A Short Remembrance of Homely Life

I was born in Dallas to a Vietnamese family where some of the family members are Buddhist (passed down from my maternal grandparents’ families), and my cousin-in-law’s family are full of Cantonese peeps. I would not call Dallas a place I am very familiar with since I was raised in Garland shortly after my birth. Now, what I would say about my life in Garland is mainly being sheltered inside of any house or apartment I have lived in.

I do not have much of a great memory, but here it goes.

For the beginning four to five years of my life, I had been inside this small apartment complex so my parents could raise me. There were only two bedrooms—the master one for my mom and myself, while the other one was for dad, who’s a tad bit shorter than my mother; the two bathrooms had thin doors and were small, just like the kitchen, of course—very uncomfortable, isn’t it? Yet, that’s what it’s like growing up in an apartment from the perspective I had.

All my eyes could see back then were bland qualities of our typical white walls and carpet floor. This was my first home with little to no recollection of being able to go outside, unless someone in my family took me into their arms, carried me out into the external realm that we call “being outdoors”, and even seeing the stairs leading to the parking lot, the playground, streets, etc. Yellow, radiant sunshine and greenery are pretty with all the trees, bushes, grass, and flowers: daisies and violets.

I had moved from one place to another, from that small apartment to a second-story house. I enjoyed hanging on the rails outside, wrapping my arms and legs onto the black rails in front of the house. I moved yet again to other houses, but they weren’t too far from each of the areas I had lived in. Moving from one house to the next until I happened to walk around one day. I met a girl whose name I don’t remember, as I wandered to houses that were nearby my own brick house. The door to this other house was open and I entered it. A girl who was around my age (this was when I was in elementary school) and her barbie dolls were there. We started playing together and quickly became friends, just like that. She was a random person in my life, but she became a friend I had never truly forgotten. The neighborhoods in Garland were rather quiet, though there were even less cars parked outside than in my current residential area.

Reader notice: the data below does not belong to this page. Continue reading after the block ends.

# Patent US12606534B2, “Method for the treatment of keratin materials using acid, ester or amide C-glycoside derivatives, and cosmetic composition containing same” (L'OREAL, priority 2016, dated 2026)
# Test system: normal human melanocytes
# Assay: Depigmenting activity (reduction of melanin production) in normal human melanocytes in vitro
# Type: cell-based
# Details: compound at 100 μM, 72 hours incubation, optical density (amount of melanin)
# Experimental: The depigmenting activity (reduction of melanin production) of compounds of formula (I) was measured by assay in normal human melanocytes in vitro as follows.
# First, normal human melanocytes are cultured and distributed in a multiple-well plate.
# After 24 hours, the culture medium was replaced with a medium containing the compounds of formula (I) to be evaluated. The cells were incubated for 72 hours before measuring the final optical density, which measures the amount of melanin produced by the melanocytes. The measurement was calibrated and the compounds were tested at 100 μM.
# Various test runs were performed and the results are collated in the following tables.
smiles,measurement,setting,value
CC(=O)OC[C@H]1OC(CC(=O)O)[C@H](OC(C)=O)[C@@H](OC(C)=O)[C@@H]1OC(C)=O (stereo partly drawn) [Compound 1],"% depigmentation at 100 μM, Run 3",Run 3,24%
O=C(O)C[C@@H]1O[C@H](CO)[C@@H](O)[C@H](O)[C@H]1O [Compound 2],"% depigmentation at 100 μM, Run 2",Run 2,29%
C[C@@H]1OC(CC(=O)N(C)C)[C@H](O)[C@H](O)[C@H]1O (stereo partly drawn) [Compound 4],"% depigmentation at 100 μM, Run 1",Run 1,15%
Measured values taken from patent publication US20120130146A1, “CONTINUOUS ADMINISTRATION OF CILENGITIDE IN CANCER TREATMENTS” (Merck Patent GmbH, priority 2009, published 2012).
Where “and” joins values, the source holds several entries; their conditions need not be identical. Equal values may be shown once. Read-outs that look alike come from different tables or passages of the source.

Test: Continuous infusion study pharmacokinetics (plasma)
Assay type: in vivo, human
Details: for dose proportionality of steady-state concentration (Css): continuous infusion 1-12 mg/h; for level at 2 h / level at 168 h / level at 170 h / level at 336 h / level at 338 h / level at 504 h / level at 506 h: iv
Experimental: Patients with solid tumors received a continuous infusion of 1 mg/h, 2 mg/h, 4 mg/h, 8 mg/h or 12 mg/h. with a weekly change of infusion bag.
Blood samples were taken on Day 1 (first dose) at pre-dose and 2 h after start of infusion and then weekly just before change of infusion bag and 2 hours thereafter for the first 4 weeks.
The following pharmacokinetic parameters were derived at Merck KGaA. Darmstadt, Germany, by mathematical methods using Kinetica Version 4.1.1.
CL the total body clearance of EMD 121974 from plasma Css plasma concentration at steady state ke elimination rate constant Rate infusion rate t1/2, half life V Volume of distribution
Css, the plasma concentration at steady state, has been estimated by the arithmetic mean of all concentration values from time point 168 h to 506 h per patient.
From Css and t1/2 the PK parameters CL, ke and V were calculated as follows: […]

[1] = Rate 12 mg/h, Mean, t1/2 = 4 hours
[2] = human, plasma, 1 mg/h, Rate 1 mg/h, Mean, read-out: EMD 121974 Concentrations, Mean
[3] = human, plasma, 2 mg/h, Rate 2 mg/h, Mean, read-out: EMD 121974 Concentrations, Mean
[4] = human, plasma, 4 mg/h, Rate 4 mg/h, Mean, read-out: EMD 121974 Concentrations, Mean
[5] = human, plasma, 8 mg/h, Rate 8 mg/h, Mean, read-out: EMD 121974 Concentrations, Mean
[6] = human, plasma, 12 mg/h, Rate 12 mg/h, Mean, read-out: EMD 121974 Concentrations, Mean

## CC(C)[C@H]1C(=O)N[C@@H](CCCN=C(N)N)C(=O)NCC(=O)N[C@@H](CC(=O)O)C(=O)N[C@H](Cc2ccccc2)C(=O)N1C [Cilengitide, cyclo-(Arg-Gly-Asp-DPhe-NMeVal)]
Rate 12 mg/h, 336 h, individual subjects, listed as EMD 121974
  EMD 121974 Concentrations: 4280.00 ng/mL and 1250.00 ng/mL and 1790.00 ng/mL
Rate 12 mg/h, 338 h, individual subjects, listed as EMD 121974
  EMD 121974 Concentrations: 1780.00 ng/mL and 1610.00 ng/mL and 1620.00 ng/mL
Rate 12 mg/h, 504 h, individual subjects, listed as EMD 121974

From time to time, I still think of that girl. I wish I could remember her name. I wonder if she still lives in one of the neighborhoods from my childhood memory. Or, she might have moved somewhere as well. Yet, playing with her was one of the happiest times I ever had as a kid. Her memory makes up a part of the homely life I have, so she ends up being one reason I write. I used to ride my bike nearby her house as well (albeit I had training wheels to help me since my equilibrium is horrid). For a short period, I really could venture out from my house to see her. It was so enjoyable to go outside and have someone who wasn’t part of my family to play with. I don’t know if she remembers me, the Asian girl who would visit her house. The same one who had entered her home without thinking. Still, I’ll always think of her because she was one of the people whose memory reminds me of a home I wish I had.


Annie Tran is an asexual and aspiring writer with a few works published by Route 7 Review, Impermanent Earth, and WinglessDreamer. She graduated from the University of Texas at Dallas with a BA in Literary Studies. She also dives into writing some queer works. In her spare time, she listens to J-pop and plays visual novels.